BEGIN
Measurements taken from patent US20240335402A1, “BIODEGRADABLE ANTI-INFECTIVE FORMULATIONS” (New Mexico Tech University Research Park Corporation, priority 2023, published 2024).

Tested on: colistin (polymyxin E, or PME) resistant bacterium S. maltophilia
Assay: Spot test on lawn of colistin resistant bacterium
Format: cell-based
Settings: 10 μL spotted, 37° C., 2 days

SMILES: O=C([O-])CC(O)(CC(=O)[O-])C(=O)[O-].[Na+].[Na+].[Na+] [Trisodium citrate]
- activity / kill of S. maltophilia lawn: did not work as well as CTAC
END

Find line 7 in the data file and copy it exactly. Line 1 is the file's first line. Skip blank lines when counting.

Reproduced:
- activity / kill of S. maltophilia lawn: did not work as well as CTAC